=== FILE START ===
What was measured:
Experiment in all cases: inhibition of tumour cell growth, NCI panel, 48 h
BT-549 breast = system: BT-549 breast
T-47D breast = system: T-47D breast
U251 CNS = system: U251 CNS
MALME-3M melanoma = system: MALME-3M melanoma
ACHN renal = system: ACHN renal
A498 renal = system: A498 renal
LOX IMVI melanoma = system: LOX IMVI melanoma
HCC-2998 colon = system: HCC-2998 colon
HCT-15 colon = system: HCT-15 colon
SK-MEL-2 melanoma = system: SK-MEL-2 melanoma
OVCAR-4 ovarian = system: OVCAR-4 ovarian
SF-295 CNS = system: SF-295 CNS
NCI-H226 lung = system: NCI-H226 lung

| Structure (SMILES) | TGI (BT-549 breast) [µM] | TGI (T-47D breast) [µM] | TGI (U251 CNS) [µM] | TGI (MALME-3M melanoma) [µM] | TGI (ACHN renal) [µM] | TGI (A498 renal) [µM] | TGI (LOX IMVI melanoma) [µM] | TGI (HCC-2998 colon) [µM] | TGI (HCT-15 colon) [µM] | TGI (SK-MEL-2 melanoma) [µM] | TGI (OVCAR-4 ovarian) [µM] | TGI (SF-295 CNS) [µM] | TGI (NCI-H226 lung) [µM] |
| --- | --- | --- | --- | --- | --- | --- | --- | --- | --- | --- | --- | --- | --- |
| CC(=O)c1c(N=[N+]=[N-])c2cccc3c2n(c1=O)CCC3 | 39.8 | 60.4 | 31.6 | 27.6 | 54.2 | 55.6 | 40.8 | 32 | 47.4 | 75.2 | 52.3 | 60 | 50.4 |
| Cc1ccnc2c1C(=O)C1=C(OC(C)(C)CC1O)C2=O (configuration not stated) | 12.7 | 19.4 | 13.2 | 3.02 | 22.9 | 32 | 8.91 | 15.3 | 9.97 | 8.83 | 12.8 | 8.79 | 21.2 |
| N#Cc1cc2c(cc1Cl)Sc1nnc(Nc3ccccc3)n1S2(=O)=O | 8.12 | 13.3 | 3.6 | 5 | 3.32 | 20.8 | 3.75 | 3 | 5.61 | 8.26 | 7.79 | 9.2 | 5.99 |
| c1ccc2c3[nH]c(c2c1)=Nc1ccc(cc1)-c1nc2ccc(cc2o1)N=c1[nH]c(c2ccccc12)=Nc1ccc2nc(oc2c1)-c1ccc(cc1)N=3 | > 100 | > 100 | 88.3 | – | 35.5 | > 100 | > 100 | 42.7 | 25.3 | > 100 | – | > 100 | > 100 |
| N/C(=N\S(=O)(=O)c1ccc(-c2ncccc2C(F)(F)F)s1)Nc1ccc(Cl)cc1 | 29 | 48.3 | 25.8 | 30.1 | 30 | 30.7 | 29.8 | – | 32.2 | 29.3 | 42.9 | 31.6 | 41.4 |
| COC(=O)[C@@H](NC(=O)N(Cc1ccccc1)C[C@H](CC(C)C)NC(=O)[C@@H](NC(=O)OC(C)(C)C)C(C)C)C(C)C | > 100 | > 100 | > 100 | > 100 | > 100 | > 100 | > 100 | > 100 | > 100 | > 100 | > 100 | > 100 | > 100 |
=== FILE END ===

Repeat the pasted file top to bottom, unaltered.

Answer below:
What was measured:
Experiment in all cases: inhibition of tumour cell growth, NCI panel, 48 h
BT-549 breast = system: BT-549 breast
T-47D breast = system: T-47D breast
U251 CNS = system: U251 CNS
MALME-3M melanoma = system: MALME-3M melanoma
ACHN renal = system: ACHN renal
A498 renal = system: A498 renal
LOX IMVI melanoma = system: LOX IMVI melanoma
HCC-2998 colon = system: HCC-2998 colon
HCT-15 colon = system: HCT-15 colon
SK-MEL-2 melanoma = system: SK-MEL-2 melanoma
OVCAR-4 ovarian = system: OVCAR-4 ovarian
SF-295 CNS = system: SF-295 CNS
NCI-H226 lung = system: NCI-H226 lung

| Structure (SMILES) | TGI (BT-549 breast) [µM] | TGI (T-47D breast) [µM] | TGI (U251 CNS) [µM] | TGI (MALME-3M melanoma) [µM] | TGI (ACHN renal) [µM] | TGI (A498 renal) [µM] | TGI (LOX IMVI melanoma) [µM] | TGI (HCC-2998 colon) [µM] | TGI (HCT-15 colon) [µM] | TGI (SK-MEL-2 melanoma) [µM] | TGI (OVCAR-4 ovarian) [µM] | TGI (SF-295 CNS) [µM] | TGI (NCI-H226 lung) [µM] |
| --- | --- | --- | --- | --- | --- | --- | --- | --- | --- | --- | --- | --- | --- |
| CC(=O)c1c(N=[N+]=[N-])c2cccc3c2n(c1=O)CCC3 | 39.8 | 60.4 | 31.6 | 27.6 | 54.2 | 55.6 | 40.8 | 32 | 47.4 | 75.2 | 52.3 | 60 | 50.4 |
| Cc1ccnc2c1C(=O)C1=C(OC(C)(C)CC1O)C2=O (configuration not stated) | 12.7 | 19.4 | 13.2 | 3.02 | 22.9 | 32 | 8.91 | 15.3 | 9.97 | 8.83 | 12.8 | 8.79 | 21.2 |
| N#Cc1cc2c(cc1Cl)Sc1nnc(Nc3ccccc3)n1S2(=O)=O | 8.12 | 13.3 | 3.6 | 5 | 3.32 | 20.8 | 3.75 | 3 | 5.61 | 8.26 | 7.79 | 9.2 | 5.99 |
| c1ccc2c3[nH]c(c2c1)=Nc1ccc(cc1)-c1nc2ccc(cc2o1)N=c1[nH]c(c2ccccc12)=Nc1ccc2nc(oc2c1)-c1ccc(cc1)N=3 | > 100 | > 100 | 88.3 | – | 35.5 | > 100 | > 100 | 42.7 | 25.3 | > 100 | – | > 100 | > 100 |
| N/C(=N\S(=O)(=O)c1ccc(-c2ncccc2C(F)(F)F)s1)Nc1ccc(Cl)cc1 | 29 | 48.3 | 25.8 | 30.1 | 30 | 30.7 | 29.8 | – | 32.2 | 29.3 | 42.9 | 31.6 | 41.4 |
| COC(=O)[C@@H](NC(=O)N(Cc1ccccc1)C[C@H](CC(C)C)NC(=O)[C@@H](NC(=O)OC(C)(C)C)C(C)C)C(C)C | > 100 | > 100 | > 100 | > 100 | > 100 | > 100 | > 100 | > 100 | > 100 | > 100 | > 100 | > 100 | > 100 |